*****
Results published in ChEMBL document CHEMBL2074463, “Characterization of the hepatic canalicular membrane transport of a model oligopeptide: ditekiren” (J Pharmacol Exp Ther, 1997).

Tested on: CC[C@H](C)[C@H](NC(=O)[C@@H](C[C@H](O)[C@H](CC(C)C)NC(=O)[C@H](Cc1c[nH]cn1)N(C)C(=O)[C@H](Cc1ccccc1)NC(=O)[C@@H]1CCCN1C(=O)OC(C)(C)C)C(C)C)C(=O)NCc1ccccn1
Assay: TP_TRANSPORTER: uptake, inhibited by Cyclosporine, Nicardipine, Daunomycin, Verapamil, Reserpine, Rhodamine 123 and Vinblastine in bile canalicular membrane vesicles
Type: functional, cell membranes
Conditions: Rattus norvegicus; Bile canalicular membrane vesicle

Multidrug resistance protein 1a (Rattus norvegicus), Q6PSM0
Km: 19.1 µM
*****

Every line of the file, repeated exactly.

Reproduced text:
Results published in ChEMBL document CHEMBL2074463, “Characterization of the hepatic canalicular membrane transport of a model oligopeptide: ditekiren” (J Pharmacol Exp Ther, 1997).

Tested on: CC[C@H](C)[C@H](NC(=O)[C@@H](C[C@H](O)[C@H](CC(C)C)NC(=O)[C@H](Cc1c[nH]cn1)N(C)C(=O)[C@H](Cc1ccccc1)NC(=O)[C@@H]1CCCN1C(=O)OC(C)(C)C)C(C)C)C(=O)NCc1ccccn1
Assay: TP_TRANSPORTER: uptake, inhibited by Cyclosporine, Nicardipine, Daunomycin, Verapamil, Reserpine, Rhodamine 123 and Vinblastine in bile canalicular membrane vesicles
Type: functional, cell membranes
Conditions: Rattus norvegicus; Bile canalicular membrane vesicle

Multidrug resistance protein 1a (Rattus norvegicus), Q6PSM0
Km: 19.1 µM